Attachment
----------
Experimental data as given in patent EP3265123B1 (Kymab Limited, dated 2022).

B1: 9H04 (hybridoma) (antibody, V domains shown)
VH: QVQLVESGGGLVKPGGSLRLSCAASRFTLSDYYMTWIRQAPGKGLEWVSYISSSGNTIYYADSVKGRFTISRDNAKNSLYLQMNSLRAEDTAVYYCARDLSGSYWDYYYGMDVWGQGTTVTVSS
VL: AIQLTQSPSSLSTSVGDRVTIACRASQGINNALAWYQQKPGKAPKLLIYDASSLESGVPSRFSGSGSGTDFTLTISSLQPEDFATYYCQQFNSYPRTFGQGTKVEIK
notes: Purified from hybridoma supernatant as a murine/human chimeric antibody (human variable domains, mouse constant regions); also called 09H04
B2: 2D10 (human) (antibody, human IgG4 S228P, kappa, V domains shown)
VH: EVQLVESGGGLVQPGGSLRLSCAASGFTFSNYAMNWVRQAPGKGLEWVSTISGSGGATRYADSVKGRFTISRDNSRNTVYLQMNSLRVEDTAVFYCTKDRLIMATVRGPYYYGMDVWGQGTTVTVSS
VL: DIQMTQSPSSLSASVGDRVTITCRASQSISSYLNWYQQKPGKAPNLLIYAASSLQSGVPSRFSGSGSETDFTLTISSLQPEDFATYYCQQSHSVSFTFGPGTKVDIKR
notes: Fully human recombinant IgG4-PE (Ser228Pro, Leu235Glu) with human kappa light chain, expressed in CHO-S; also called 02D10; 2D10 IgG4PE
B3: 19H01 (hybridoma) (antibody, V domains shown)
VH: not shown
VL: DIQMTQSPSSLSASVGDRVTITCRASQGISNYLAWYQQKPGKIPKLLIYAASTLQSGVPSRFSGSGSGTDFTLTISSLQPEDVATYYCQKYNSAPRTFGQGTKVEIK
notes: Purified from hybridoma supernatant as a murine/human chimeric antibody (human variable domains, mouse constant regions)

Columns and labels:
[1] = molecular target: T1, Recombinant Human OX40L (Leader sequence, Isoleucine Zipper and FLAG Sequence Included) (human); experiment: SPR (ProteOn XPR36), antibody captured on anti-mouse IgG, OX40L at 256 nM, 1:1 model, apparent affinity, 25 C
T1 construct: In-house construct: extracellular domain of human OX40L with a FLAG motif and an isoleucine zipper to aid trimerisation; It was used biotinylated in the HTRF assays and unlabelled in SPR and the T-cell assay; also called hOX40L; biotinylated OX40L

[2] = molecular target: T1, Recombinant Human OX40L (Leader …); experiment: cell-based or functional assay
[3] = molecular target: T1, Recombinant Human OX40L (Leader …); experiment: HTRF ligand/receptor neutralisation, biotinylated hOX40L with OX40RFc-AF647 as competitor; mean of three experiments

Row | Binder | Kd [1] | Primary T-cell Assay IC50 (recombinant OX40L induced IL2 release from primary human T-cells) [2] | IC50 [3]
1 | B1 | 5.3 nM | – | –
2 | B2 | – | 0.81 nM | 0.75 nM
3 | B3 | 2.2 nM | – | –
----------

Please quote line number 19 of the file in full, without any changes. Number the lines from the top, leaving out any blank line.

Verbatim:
Row | Binder | Kd [1] | Primary T-cell Assay IC50 (recombinant OX40L induced IL2 release from primary human T-cells) [2] | IC50 [3]